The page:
Have you ever heard someone say, “It was just a dream?” Instead of being so flippant about that strange time in between our sleeping and waking hours, what if dreaming was one of those things we should be taking more seriously?
We’ve come a long way. Rapid scientific development and breakthroughs in technology continue to advance us forward. And yet, there’s still so much that we just don’t understand. Why we dream is one of those things.
Although researchers have offered theories that range from memory consolidation to threat simulation, emotional regulation and a whole jumble of big words, science has still not given us a unified explanation, established among all experts.
Without an answer (and without one in sight), we are left to ponder on the strangeness of dreams, never fully understanding or utilizing the possible power and wonder of that alternate reality that we have all visited (even if we don’t remember it). The possibilities for creative insight, being able to get your pesky home tuition or school work done while you sleep or even to have strange premonitions that seem to come true, continually remain unexplored by many of us.
So, is a dream just a dream? Is dreaming a gateway to a greater mystery or is it nothing but the flailing signals of your mind as the lights go out?
An ancient awareness
The idea that dreaming takes us to an alternate realm has been part of ancient cultures across various tribes for centuries.
Long before the modern age, Arab tribes across the Middle East practiced the art of dream interpretation to uncover patterns and take a glimpse into the inner self for answers about life or health. They understood that our subconscious could communicate the condition of our mental, emotional or physical state through the power of sleep.
Much more interestingly, they believed in the possibility of premonitions and that unlocking the riddles of dreams could sometimes enable us to peer into the future or give us insights into the unknown. We’ve all heard stories, or even experienced firsthand, how dreams can sometimes have an uncanny resemblance to future occurrences (or vice versa). Given that time itself is a frail concept and the full capabilities of the human condition have yet to be uncovered, recurring situations remain a pertinent mystery.
The Aborigines of Australia have long held as part of their belief system the idea of a dream realm. Known as the Dreamtime, the Aboriginal understanding of the world points to its creation and its great stories. The Aborigines refer to the Dreamtime as the beginning of knowledge from which laws of existence originate, and they hold that all life as we know it (human, animal, bird or fish) is all part of a vast network of relationships that can be traced to the great spirits of the Dreamtime.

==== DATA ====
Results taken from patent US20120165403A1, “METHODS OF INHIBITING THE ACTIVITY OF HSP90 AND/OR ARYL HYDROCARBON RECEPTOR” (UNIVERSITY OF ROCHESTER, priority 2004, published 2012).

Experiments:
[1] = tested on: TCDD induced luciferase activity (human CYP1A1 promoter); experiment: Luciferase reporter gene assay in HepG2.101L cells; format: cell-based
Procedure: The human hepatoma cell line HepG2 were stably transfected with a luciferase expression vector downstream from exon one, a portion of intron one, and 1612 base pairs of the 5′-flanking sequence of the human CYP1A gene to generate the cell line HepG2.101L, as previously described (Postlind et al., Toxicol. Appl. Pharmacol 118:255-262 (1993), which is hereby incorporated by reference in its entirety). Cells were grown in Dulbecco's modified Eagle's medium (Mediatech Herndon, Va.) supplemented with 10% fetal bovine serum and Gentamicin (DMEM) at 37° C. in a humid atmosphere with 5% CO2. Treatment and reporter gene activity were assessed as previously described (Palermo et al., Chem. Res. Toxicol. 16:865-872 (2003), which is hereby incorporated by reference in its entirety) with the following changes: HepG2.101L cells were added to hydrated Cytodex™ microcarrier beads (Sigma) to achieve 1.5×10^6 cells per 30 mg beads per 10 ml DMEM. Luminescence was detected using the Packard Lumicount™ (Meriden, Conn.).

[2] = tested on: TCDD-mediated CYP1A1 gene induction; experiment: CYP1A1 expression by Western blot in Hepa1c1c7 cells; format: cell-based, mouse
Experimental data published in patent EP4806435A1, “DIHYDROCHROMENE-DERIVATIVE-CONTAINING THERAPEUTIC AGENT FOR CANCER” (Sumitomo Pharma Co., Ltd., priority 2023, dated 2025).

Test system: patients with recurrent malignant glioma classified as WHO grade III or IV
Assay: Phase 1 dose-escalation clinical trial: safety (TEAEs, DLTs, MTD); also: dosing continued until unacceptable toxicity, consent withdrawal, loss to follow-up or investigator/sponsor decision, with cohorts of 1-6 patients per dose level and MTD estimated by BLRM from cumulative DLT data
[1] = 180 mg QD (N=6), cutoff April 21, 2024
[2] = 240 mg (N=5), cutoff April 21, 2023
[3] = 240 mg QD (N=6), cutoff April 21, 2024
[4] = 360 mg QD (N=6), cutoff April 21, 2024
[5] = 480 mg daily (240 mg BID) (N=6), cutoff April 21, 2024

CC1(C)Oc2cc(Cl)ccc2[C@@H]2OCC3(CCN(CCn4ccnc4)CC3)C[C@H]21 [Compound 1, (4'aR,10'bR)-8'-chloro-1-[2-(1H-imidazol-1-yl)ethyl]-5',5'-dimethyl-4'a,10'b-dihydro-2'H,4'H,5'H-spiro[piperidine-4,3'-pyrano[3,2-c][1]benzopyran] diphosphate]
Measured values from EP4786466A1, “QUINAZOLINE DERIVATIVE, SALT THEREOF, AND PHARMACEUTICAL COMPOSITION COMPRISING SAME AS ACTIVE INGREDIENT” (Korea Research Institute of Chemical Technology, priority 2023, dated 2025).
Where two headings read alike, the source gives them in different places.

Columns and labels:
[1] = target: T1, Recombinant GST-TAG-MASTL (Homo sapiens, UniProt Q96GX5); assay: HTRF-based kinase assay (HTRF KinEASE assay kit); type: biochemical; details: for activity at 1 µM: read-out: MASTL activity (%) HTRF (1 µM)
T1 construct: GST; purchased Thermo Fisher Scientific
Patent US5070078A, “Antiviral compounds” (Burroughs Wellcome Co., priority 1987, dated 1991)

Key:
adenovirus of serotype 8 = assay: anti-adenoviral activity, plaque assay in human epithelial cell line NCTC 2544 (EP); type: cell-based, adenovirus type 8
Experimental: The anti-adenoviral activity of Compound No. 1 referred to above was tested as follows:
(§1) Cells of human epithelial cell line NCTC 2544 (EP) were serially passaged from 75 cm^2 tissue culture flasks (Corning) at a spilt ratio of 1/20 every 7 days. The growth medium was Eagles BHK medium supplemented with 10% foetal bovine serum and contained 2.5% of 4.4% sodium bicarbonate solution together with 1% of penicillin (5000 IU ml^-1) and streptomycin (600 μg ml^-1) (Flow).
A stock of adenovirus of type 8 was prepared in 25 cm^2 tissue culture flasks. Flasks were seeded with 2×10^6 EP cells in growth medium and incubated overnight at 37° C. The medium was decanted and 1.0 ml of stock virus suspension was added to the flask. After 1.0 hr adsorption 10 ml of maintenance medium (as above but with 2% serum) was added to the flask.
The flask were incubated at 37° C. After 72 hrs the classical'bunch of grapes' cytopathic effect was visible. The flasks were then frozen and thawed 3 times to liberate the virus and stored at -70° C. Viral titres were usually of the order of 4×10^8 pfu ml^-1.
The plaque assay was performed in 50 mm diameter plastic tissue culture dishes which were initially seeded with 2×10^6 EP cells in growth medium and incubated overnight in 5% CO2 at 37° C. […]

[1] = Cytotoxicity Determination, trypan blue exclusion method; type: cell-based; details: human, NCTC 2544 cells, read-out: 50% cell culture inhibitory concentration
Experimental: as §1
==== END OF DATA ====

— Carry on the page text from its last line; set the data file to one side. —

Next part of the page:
This concept of “Dreaming” carries on in the spiritual lives of Aboriginal people today. They consider the dream space a sacred one, with ties to spiritual origin.
Native American culture also is deeply rooted in the concept of dreams and stands as a testament to the power of the dream realm throughout history across numerous ancient civilizations. Perhaps most popularly known in the modern world as a trinket or fashion accessory, the dreamcatcher is a handmade willow hoop on which a net or web is woven. It may also include sacred items such as feathers or beads. Traditionally, dreamcatchers were often hung over cradles as a form of protection, for it was believed that they trapped evil dreams or spirits to keep slumbering children safe.
Here’s another mysterious thing about dreams: You can control them! With a little bit of practice, what’s known as lucid dreaming can happen.
The process of being “awake inside your dream” begins way before sleep, by shaping your habits and environment, using a dream journal and more. Through consistent effort, you can transform the realm around you while you dream. Landscapes are free for you to mould and situations morph according to your desires.
The best minds have long known that reality is subjective and the dream realm has long been regarded as more authentic than the waking world (life is but a dream…).
Lucid dreaming is a way for us to connect not just with ourselves, but also with what lies beyond the boundaries of the self.
Various sources and communities online guide the aspiring lucid dreamer into achieving full control of his/her dreams. The ability to turn the time you spend dreaming towards exploring your inner self, having fun, getting tasks done or venturing outwards into the great unknown is so accessible to us today.
Utilizing your dream time for productivity has one added benefit. The stuff you build or work you do in the dream realm remains there forever and you can keep coming back to it again and again. Now, the next thing we should probably think about inventing is a 3D printer that brings the work we do in the dream realm into the waking realm. Imagine what you could do with an extra eight hours in a day!